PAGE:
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  • Jul 4, 1921
    (b.) -
    Dec 31, 2005
    (d.)

Bio/Description

He attended the Branch Agricultural College (BAC) now Southern Utah University, in Cedar City and entered the U.S. Naval Academy at Annapolis, MD, in 1942. After graduation in June 1945, he served on the USS Walke as First Lieutenant and Damage Control Officer in the Korean War. After the Walke was hit by a torpedo or floating mine which killed 26 sailors and wounded 40, he was awarded a Bronze Star with Valor. After leaving the Navy in 1952, he went to work at Lawrence Livermore National Laboratory and in 1954 went to work for Dow Chemical and then at Unette Corporation, a small plastic packaging firm. In May 1957, he began his 30-year career with IBM, mostly in Rochester, Minnesota. While at IBM, he developed devices and systems for high-speed printers, optical character readers, Universal Product Code (UPC) checkout systems, and an Advanced Optical Character Reader (AOCR) which reads addresses from mailed letters and reprints it as bar codes for easy resorting at smaller post offices that have simpler and cheaper sorting machines. In 1960, while at IBM, he invented the magnetic stripe card for use by the U.S. Government. He had the idea of gluing short pieces of magnetic tape to each plastic card, but the glue warped the tape, making it unusable. After returning home, she told his wife Dorothea about his problem. She was using a flat iron to iron clothes and tried ironing the magnetic tape to the card. That solved the problem, because the temperature of the iron was just high enough to bond the tape to the card. Magnetic stripes are now used on credit cards, debit cards, gift cards, stored-value cards, hotel keycards, and security identification badges.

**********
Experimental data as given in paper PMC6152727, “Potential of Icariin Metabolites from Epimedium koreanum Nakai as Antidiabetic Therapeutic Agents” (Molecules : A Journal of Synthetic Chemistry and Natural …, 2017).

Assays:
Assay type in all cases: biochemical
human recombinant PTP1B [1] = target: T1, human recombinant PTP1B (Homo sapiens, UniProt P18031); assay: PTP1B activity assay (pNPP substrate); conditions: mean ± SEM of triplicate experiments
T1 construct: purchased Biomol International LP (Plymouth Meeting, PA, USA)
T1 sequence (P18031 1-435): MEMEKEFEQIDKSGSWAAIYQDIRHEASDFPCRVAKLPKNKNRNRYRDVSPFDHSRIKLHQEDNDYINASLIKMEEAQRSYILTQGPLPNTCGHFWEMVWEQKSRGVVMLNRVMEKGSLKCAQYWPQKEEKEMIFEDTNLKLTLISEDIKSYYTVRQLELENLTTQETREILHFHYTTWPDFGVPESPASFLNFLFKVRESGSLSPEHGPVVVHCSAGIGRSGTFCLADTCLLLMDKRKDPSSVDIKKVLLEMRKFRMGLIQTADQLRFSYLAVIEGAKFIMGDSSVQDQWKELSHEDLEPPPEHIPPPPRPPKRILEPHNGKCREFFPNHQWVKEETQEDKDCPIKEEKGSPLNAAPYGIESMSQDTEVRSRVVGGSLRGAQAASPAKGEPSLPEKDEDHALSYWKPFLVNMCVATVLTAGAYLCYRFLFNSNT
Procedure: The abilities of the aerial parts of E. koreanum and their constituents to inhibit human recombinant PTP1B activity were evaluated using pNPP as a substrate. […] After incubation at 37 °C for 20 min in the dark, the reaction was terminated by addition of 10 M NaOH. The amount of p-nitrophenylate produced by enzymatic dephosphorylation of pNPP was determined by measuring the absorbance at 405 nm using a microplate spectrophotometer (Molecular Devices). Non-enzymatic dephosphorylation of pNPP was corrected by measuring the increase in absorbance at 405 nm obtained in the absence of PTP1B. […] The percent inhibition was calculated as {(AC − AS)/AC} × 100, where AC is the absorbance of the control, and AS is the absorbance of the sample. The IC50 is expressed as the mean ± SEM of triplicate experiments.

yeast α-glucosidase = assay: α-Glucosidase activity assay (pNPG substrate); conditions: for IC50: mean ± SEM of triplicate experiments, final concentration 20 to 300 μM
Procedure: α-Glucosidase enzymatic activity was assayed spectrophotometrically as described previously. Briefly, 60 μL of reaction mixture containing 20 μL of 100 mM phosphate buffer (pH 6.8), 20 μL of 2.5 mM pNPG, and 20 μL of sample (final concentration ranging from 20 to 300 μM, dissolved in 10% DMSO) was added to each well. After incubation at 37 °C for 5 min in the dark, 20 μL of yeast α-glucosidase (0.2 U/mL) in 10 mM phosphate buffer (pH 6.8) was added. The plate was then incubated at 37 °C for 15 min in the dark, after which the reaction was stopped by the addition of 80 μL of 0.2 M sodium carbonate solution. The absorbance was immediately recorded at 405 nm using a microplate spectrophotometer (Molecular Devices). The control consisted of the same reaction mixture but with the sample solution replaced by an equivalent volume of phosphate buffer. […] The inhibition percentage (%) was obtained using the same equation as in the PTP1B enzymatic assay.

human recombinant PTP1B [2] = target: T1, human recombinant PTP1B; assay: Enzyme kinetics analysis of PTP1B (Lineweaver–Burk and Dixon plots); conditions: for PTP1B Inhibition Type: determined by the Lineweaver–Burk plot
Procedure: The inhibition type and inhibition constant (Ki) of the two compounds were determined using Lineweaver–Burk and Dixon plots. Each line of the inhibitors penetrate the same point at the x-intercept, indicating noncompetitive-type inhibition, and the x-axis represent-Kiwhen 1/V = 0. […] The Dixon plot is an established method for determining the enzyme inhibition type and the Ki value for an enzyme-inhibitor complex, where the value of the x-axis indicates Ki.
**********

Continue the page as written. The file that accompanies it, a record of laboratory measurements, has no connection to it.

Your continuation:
• Date of Birth:

    Jul 4, 1921
  • Date of Death:

    Dec 31, 2005
  • Gender:

    Male
  • Noted For:

    He was the IBM engineer who invented the Magnetic stripe card used for credit cards and identification badges
  • Category of Achievement:

  • More Info: